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Language history and culture groups among Austroasiatic-speaking foragers of the Malay Peninsula

Burenhult, Niclas LU ; Kruspe, Nicole LU and Dunn, Michael (2011) In Dynamics of human diversity: the case of Mainland Southeast Asia p.257-275
Abstract
The Malay Peninsula is a crossroads for people, languages and cultural influences, apparent in today's vibrant mix of Malay, Chinese, Indian, Thai and European. Yet this modern state of affairs all but conceals signals of much older situations of diversity. Thus, some 140,000 people grouped together under the label Orang Asli (Malay for 'aboriginal people') represent a range of cultural and biological adaptations and linguistic diversifications with roots far back in prehistory. These 20-plus ethnolinguistic groups represent a unique and vanishing window on the history of human diversity in the region, and they offer intriguing examples relevant to more general issues of the dynamics of human societies.

By synthesising the current... (More)
The Malay Peninsula is a crossroads for people, languages and cultural influences, apparent in today's vibrant mix of Malay, Chinese, Indian, Thai and European. Yet this modern state of affairs all but conceals signals of much older situations of diversity. Thus, some 140,000 people grouped together under the label Orang Asli (Malay for 'aboriginal people') represent a range of cultural and biological adaptations and linguistic diversifications with roots far back in prehistory. These 20-plus ethnolinguistic groups represent a unique and vanishing window on the history of human diversity in the region, and they offer intriguing examples relevant to more general issues of the dynamics of human societies.

By synthesising the current ethnographic, linguistic and genetic body of knowledge about these groups with our own quantitative analyses of new lexical data from 27 language varieties, we explore the local historical relationships and interaction between languages and cultures. Specifically, we look at the relationship between a particular subsistence mode, namely nomadic foraging, and the Aslian branch of the Austroasiatic language stock. While foraging has been considered in many previous accounts to have a historically close connection to one particular sub branch of Aslian (Northern Aslian), we highlight several mismatches in this correlation and take a step toward disentangling a complex picture of linguistic history and contact. (Less)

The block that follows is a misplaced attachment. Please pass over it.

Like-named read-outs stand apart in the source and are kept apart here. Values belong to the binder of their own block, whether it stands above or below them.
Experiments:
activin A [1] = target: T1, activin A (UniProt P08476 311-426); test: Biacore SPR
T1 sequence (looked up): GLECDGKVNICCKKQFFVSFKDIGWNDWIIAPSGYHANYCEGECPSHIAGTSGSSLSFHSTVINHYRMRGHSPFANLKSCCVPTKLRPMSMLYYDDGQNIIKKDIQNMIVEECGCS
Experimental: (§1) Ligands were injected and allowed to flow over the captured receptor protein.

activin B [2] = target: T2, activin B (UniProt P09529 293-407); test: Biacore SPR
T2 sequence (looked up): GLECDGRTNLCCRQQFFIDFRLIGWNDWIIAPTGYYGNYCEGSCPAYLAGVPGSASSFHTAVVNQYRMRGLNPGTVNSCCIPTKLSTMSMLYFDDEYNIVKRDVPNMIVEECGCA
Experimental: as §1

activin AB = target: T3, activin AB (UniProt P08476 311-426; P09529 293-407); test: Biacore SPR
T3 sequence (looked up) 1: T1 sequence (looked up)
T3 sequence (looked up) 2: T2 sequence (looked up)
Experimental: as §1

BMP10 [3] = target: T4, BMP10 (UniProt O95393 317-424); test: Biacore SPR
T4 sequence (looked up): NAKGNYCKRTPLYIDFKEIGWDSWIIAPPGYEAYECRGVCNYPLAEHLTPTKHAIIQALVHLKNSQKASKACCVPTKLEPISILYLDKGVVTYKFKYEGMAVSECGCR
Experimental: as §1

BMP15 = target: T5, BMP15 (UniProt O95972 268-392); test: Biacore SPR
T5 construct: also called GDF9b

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organization
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type
Chapter in Book/Report/Conference proceeding
publication status
published
subject
in
Dynamics of human diversity: the case of Mainland Southeast Asia
editor
Enfield, Nick
pages
257 - 275
publisher
Pacific Linguistics
language
English
LU publication?
yes
id
be3bc039-c7ea-4778-ab37-4cdcab0a22be (old id 1685021)
date added to LUP
2010-09-27 10:54:04
date last changed
2016-04-16 09:49:47
@inbook{be3bc039-c7ea-4778-ab37-4cdcab0a22be,
  abstract     = {The Malay Peninsula is a crossroads for people, languages and cultural influences, apparent in today's vibrant mix of Malay, Chinese, Indian, Thai and European. Yet this modern state of affairs all but conceals signals of much older situations of diversity. Thus, some 140,000 people grouped together under the label Orang Asli (Malay for 'aboriginal people') represent a range of cultural and biological adaptations and linguistic diversifications with roots far back in prehistory. These 20-plus ethnolinguistic groups represent a unique and vanishing window on the history of human diversity in the region, and they offer intriguing examples relevant to more general issues of the dynamics of human societies.<br/><br>
By synthesising the current ethnographic, linguistic and genetic body of knowledge about these groups with our own quantitative analyses of new lexical data from 27 language varieties, we explore the local historical relationships and interaction between languages and cultures. Specifically, we look at the relationship between a particular subsistence mode, namely nomadic foraging, and the Aslian branch of the Austroasiatic language stock. While foraging has been considered in many previous accounts to have a historically close connection to one particular sub branch of Aslian (Northern Aslian), we highlight several mismatches in this correlation and take a step toward disentangling a complex picture of linguistic history and contact.},
  author       = {Burenhult, Niclas and Kruspe, Nicole and Dunn, Michael},
  editor       = {Enfield, Nick},
  language     = {eng},
  pages        = {257--275},
  publisher    = {Pacific Linguistics},
  series       = {Dynamics of human diversity: the case of Mainland Southeast Asia},
  title        = {Language history and culture groups among Austroasiatic-speaking foragers of the Malay Peninsula},
  year         = {2011},
}